In a study conducted on 49 volunteers with a high LDL level (from 130 mg/dl), walnut diet was recommended for one group instead of olive oil and other fatty foods. The reduction in TC level in the walnut diet group was about 9% (about 25 mg/dl), while in the control group was 5% (14 mg/dl). LDL was reduced 11% (22 mg/dl) in the walnut diet, while in the control group, this ratio was 6%, and the HDL was similar in both diet groups [24]. We found a significant increase in HDL levels in the walnut diet group (9.78%–4.6 mg/dl) and in the control group. In our study, the TC level decreased 12, 31% (about 30 mg/dl) in the walnut diet group and 5, 96% (15 mg/dl) in the control group. Also, we identified 14, 65% (22, 3 mg/dl) reduction in LDL in the walnut diet group and 4.66% in the control group. In addition, TG levels were also assessed in our study, with a further decrease in TG levels (25, 84%) in the walnut diet group. This reduction was found 13, 93% in the control group. In another study of type 2 diabetes patients, a significant increase in HDL level and a 10% decrease in LDL level in the walnut group were reported [25]. These results concluded that this effect was related to the antioxidants, vitamin E, and allergic and gallic acid, as well as the walnut oil acid profile. Also, in a study that investigated the effect of walnut consumption on serum cholesterol, apolipoproteins, and LDL oxidation for four weeks, the total cholesterol, serum apolipoprotein-B, and LDL/HDL levels were found significantly decreased and these results support our study [26]. Differently, in another study conducted on 15 patients with overweight or obese, moderate hypercholesterolemia, the level of satiety TG increased in walnut consumption [27]. Our study differs from this study due to the decrease in fasting TG levels and the large number of the study population. The effects of walnut consumption on TG metabolism should be supported.

Also, our findings of lower cholesterol in response to walnut consumption are in agreement with the recently presented metaanalysis that examined the effects of nuts on blood lipids and cardiovascular risk factors [28, 29].

Although walnuts have very high energy, in our study, weight was significantly decreased (there were no significant difference between the groups) and BMI and WC not changed. This result was also supported by others [30]. Like them in our study, walnut was suggested as a component of a reduced-energy diet. This may promote to reduce total energy intake.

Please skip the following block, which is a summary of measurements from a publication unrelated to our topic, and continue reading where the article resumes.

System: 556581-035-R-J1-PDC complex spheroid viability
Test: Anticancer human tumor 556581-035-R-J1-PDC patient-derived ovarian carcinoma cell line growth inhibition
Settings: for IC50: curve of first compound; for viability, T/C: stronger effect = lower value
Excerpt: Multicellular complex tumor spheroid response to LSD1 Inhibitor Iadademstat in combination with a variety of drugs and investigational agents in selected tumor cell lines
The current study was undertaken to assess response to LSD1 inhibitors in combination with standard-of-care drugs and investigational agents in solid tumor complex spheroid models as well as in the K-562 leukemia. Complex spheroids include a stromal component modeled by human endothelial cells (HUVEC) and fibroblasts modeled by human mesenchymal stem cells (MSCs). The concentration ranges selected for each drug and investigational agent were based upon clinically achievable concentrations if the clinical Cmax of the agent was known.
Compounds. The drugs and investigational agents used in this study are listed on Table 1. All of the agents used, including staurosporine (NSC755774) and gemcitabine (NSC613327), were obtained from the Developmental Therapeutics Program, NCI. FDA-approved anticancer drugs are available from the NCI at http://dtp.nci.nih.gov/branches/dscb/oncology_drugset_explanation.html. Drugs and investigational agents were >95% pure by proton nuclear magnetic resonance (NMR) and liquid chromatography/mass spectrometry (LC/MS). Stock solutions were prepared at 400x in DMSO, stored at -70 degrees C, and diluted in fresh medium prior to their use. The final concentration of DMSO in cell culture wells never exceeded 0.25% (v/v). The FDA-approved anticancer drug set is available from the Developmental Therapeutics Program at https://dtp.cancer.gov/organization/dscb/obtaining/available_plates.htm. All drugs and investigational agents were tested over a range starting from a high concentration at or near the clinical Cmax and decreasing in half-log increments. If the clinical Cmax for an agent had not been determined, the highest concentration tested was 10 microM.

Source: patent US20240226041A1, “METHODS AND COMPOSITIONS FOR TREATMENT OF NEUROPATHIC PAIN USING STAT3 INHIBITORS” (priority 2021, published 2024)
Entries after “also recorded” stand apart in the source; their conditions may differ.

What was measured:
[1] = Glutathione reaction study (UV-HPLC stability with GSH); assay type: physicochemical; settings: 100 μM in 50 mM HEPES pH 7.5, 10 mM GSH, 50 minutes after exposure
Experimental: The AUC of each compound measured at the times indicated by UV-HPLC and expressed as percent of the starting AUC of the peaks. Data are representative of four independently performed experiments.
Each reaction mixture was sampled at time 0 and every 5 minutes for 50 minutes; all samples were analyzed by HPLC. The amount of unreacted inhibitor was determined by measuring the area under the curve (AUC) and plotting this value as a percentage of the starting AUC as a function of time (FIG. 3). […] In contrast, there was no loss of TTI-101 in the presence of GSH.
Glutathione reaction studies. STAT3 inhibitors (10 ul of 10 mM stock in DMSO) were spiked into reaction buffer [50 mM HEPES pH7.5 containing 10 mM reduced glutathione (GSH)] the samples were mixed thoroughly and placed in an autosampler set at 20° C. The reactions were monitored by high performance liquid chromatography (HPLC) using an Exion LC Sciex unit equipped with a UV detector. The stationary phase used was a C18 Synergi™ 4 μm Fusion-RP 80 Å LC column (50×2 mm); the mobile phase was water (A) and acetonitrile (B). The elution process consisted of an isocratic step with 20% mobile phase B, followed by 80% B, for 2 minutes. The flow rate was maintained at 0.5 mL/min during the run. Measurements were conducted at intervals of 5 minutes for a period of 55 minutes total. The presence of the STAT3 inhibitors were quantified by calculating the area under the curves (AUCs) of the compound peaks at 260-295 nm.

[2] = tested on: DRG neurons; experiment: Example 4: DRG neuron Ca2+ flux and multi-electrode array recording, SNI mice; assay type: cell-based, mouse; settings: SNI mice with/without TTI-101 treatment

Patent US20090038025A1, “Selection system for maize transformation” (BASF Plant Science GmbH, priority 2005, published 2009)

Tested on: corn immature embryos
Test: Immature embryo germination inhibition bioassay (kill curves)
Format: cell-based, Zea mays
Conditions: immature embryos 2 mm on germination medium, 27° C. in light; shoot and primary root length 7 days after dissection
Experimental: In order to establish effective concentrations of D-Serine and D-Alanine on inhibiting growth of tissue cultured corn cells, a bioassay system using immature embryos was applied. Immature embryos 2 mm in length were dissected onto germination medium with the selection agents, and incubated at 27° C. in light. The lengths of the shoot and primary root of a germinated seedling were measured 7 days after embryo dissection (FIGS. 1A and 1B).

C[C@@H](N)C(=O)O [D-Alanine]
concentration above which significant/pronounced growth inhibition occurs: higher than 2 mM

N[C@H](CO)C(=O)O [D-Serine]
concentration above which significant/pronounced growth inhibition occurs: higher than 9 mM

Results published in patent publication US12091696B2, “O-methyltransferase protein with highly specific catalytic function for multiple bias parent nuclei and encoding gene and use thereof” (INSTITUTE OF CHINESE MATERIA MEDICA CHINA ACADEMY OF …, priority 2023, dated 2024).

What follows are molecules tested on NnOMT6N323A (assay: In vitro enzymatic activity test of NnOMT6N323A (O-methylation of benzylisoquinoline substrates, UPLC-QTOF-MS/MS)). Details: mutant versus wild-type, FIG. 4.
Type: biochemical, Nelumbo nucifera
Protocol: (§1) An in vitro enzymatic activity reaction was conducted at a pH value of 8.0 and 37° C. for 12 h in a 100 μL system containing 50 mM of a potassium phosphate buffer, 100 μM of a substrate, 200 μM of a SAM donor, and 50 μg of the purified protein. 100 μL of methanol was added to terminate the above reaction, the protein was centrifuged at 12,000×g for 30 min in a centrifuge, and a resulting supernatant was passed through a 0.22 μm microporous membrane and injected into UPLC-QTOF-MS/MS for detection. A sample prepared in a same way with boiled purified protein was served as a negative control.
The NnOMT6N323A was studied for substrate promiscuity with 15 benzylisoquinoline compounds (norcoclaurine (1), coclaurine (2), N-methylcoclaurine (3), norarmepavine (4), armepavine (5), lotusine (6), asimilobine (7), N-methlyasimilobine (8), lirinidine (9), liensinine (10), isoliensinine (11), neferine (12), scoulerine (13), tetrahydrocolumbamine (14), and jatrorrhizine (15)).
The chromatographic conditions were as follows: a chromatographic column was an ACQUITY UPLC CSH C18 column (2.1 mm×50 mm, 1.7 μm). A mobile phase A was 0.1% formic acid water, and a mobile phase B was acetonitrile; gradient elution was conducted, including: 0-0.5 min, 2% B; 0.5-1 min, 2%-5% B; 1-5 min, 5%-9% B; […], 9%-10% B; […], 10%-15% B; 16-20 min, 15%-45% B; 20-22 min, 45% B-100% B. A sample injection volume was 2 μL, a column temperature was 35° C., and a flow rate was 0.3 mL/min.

The results of our study have shown that the mean rate of the SFA was 8.51 ± 0.30%, MUFA was 22.18 ± 2.89%, and PUFA was 69.07 ± 3.22% in Maras 18. Also, Kafkas et al. [31] studied fatty acid profile of various walnut varieties and the authors implied that Maras 18 had the highest MUFA (27.7%) content, and the same researches reported that polyunsaturated fatty acids showed higher value than the other fatty acids. Similar results were also obtained by the previous study, and the authors reported that the walnut oil contained 21.2 g/100 g MUFA and 69.0 g/100 g PUFA [32]. Besides, some studies demonstrated that Maras 18 cultivar has high pollen viability percentages (91.10%), which is one of the best qualities [20, 33].

5. Conclusion

In conclusion, these results confirm the findings of other studies showing that walnut consumption lowers cardiovascular risk and the walnut support in dietary interventions improve blood lipid levels. In the management of hyperlipidemia, that is an important part of family medicine practices, more studies are needed to ensure definitely walnut consumption into the diet for the ambulatory patients, who do not need medication but suggested lifestyle changes only.

Also, this study has limitations. It could not be made sure whether all the volunteers consumed the same type (Maras 18) and amount of walnut. In addition, dietary compatibility was assessed on the basis of the notifications of individuals.

Data Availability

The data used to support the findings of this study are available from the corresponding author upon request.

Conflicts of Interest

The authors declare that there are no conflicts of interest regarding the publication of this paper.